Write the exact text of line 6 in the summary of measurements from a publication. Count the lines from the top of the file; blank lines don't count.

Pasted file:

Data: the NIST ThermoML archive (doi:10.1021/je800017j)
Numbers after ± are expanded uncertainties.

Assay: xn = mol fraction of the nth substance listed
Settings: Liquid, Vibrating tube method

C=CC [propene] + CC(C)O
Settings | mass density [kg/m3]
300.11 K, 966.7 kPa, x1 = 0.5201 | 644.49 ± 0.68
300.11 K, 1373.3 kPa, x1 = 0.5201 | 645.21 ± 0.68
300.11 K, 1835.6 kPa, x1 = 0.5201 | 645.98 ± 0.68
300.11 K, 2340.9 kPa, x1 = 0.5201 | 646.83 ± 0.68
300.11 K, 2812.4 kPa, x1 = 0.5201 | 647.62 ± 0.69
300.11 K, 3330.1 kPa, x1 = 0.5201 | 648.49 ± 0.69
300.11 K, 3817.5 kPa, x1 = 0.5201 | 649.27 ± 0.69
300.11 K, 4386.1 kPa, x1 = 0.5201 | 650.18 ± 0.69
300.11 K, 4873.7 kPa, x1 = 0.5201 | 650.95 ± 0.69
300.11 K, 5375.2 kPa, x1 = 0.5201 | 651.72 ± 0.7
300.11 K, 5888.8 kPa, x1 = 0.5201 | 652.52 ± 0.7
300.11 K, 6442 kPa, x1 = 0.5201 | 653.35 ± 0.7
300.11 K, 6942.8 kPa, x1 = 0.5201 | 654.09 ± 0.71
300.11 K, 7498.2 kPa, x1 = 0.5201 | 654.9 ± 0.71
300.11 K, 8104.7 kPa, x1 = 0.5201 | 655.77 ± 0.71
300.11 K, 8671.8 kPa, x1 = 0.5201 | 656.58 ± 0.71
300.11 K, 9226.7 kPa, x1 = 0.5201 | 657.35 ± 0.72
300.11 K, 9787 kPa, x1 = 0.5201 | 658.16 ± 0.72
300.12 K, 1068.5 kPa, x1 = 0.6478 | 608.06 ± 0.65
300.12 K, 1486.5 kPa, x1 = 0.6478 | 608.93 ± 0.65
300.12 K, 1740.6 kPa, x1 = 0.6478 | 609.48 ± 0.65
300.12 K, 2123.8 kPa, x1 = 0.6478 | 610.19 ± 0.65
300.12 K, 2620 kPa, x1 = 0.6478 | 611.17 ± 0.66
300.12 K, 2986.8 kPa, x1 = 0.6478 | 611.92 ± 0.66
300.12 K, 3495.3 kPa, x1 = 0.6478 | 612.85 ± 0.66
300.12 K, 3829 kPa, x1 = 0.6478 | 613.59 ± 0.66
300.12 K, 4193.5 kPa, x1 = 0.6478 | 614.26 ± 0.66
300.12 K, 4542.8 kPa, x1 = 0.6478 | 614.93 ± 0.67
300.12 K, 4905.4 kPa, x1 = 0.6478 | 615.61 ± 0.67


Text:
Settings | mass density [kg/m3]